The City adopted the current regulations for accessory dwelling units in May 2017. In brief, the current regulations require an owner of a single-family dwelling to seek an accessory dwelling unit permit to create an ADU as a dwelling unit independent of the primary residence. Except for Exempt ADUs (those created before 1930) either the primary or accessory dwelling unit must be owner occupied. The ADU may be attached or detached, but must have a separate exterior entrance.

As required by state law, an application for an accessory dwelling unit permit must be processed ministerially (without a public hearing) if it meets all the standards required for the ADU permit. New buildings or changes to buildings that are intended to contain the ADU require separate design review and building permits and must meet design review criteria and zoning provisions for buildings, or a variance from those provisions.

Revision of Incentives for Affordable Housing

The current code imposes a limit of 800 square feet on all ADUs and authorizes the Planning Commission to grant an exception to the size limit for units up to 1,000 square feet if the owner agrees to rent the unit to a low income household for a period of 10 years,

Page 2 of 112  – or 1,200 square feet if the owner agrees to rent the unit to a very low income household for a period of 10 years (Sec. 17.38.070.C.1).

Since May 2017, the City has received no applications for an ADU requesting an exception from the unit size requirement and has approved no ADU permits with a rent restriction.

The state law changes the minimum size standards permitted under local regulation, requiring revision of the City’s exception provisions. In accordance with Government Code section 65852.2(a)(3), it is recommended that exceptions to size requirements to provide an incentive to create affordable housing be processed ministerially.

City of Piedmont General Plan Housing Element

The majority of the General Plan Housing Element for 2015-2023 (separately available on the City’s website) is devoted to ADUs (referred to as second units in the Element) because, as a built-out city, ADUs are the main means by which the City is able to provide new housing units, either market rate or affordable.

Housing Element policies and programs that relate to ADUs include the following:

Policy 1.2: Housing Diversity. Continue to maintain planning, zoning and building regulations that accommodate the development of housing for all income levels.

Policy 1.5: Second Units. Continue to allow second units (in-law apartments) “by right” in all residential zones within the City, subject to dimensional and size requirements, parking standards, and an owner occupancy requirement for either the primary or secondary unit. Local standards for second units may address neighborhood compatibility, public safety, and other issues but should not be so onerous as to preclude the development of additional units.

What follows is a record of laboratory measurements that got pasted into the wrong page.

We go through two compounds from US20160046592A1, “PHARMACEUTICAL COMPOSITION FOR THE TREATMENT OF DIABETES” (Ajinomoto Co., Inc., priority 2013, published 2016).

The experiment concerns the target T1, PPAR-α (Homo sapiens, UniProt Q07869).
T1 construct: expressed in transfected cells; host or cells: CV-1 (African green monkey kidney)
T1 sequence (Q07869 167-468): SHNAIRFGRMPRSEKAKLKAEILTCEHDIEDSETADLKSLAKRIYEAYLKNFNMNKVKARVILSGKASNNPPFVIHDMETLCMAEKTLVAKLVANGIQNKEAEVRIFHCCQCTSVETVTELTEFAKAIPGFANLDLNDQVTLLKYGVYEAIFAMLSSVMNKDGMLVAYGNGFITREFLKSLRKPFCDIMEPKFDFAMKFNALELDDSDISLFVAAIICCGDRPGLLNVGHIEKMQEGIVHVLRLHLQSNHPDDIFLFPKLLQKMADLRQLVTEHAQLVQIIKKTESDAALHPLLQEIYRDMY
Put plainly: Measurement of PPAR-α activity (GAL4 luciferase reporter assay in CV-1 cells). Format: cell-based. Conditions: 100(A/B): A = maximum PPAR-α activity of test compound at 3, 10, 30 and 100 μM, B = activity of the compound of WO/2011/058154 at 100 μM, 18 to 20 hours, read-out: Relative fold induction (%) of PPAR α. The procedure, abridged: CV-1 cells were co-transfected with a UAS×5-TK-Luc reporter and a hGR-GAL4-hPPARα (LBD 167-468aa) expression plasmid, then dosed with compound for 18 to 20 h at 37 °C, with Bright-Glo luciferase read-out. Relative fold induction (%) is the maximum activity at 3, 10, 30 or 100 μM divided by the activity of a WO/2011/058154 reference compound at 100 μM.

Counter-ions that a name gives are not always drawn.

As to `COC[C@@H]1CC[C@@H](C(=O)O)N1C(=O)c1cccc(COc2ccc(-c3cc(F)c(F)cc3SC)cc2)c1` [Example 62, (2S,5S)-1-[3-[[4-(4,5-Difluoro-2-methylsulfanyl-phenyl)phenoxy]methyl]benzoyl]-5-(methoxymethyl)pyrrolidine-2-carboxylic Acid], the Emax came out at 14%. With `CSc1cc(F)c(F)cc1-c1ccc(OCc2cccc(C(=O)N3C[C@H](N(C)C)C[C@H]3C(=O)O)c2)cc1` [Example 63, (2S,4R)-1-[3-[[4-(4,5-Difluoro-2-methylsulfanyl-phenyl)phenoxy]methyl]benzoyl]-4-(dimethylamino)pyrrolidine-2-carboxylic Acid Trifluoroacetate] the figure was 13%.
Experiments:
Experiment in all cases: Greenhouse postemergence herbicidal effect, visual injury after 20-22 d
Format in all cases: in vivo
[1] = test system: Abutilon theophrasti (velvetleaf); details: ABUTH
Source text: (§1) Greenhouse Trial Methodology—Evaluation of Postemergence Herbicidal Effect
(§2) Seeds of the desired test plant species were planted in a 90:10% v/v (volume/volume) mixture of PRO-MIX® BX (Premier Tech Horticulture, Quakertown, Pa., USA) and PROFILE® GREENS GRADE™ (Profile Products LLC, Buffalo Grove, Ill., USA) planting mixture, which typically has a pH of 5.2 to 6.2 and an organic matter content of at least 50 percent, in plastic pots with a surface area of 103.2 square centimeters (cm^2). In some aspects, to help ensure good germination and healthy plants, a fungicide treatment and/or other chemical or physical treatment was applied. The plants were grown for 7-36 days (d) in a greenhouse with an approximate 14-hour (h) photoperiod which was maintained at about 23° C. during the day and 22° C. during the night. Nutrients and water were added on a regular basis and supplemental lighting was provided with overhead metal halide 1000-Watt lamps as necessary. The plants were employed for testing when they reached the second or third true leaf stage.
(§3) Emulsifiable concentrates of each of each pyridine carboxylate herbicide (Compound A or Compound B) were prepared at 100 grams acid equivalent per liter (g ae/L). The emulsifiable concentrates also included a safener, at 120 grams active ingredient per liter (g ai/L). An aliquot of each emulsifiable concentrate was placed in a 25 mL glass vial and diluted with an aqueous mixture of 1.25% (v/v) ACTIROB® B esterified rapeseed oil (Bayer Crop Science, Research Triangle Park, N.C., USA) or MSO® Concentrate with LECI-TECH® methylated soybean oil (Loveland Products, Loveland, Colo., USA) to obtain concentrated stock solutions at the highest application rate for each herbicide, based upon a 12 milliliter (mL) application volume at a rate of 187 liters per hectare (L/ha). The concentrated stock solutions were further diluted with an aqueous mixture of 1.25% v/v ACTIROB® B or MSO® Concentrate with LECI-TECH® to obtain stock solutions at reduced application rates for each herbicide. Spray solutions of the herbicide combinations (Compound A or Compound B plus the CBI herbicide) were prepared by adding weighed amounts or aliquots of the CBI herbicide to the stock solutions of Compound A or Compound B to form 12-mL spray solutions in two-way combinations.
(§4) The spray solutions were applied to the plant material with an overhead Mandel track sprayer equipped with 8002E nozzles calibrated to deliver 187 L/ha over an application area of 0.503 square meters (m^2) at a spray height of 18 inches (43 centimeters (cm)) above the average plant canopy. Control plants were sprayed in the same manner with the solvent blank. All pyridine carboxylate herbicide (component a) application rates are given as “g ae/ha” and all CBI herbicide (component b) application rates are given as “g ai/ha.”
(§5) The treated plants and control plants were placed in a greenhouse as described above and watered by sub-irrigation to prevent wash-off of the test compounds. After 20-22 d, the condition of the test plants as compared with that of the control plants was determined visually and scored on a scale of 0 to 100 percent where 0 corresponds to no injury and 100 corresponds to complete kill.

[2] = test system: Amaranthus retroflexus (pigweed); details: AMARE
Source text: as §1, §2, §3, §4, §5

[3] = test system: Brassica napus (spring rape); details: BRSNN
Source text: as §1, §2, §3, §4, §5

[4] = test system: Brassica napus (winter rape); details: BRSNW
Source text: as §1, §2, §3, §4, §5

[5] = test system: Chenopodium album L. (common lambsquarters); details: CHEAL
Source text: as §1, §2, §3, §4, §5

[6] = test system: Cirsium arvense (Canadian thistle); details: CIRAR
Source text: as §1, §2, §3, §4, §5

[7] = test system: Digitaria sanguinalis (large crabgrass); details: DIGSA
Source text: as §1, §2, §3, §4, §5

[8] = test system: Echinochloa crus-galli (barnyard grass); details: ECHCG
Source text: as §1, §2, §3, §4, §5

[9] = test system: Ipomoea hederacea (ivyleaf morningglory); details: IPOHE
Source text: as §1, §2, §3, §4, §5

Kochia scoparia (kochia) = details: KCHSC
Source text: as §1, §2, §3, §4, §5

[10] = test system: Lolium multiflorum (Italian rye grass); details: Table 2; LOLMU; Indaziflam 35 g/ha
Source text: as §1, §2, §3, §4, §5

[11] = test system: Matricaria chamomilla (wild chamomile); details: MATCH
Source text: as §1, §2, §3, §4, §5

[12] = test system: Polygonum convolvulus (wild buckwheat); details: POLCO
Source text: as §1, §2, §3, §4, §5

Policy 1.6: Second Units in New or Expanded Homes. Strongly encourage the inclusion of second units when new homes are built and when existing homes are expanded.

Program 1.C: Market Rate Second Units. Maintain zoning regulations that support the development of market rate second units in Piedmont neighborhoods.

Policy 3.1: Rent-Restricted Second Units. Continue incentive-based programs such as reduced parking requirements and more lenient floor area standards to encourage the creation of rent restricted second units for low and very low income households.

Policy 3.2: Occupancy of Registered [Permitted] Units. Encourage property owners with registered [permitted] second units to actively use these units as rental housing rather than leaving them vacant or using them for other purposes. Page 3 of 112

Policy 3.3: Conversion of Unintended Units to Rentals.Encourage property owners with “unintended second units” to apply for City approval to use these units as rental housing. “Unintended” second units include spaces in Piedmont homes (including accessory structures) with second kitchens, bathrooms, and independent entrances that are not currently used as apartments.

Policy 3.4: Legalization of Suspected Units. Work with property owners who may be operating second units without City approval to legalize these units. Where feasible and consistent with the health and safety of occupants, consider planning and building code waivers to legalize such units, on the condition that they are rent and income restricted once they are registered.

Policy 3.5: Second Unit Building Regulations. Maintain building code regulations which ensure the health and safety of second unit occupants and the occupants of the adjacent primary residence.

Policy 4.4: Updating Standards and Codes. Periodically update codes and standards for residential development to reflect changes in state and federal law, new technology, and market trends.

Policy 5.2: Second Units, Shared Housing, and Seniors. Encourage second units and shared housing as strategies to help seniors age in place. Second units and shared housing can provide sources of additional income for senior homeowners and housing resources for seniors seeking to downsize but remain in Piedmont.

CALIFORNIA GOVERNMENT CODE SECTIONS 65852.2 AND 65852.22: In September 2019, Governor Gavin Newsom signed AB 68, AB 881, and SB 13 into law.  

Read the full Planning Department Report by clicking below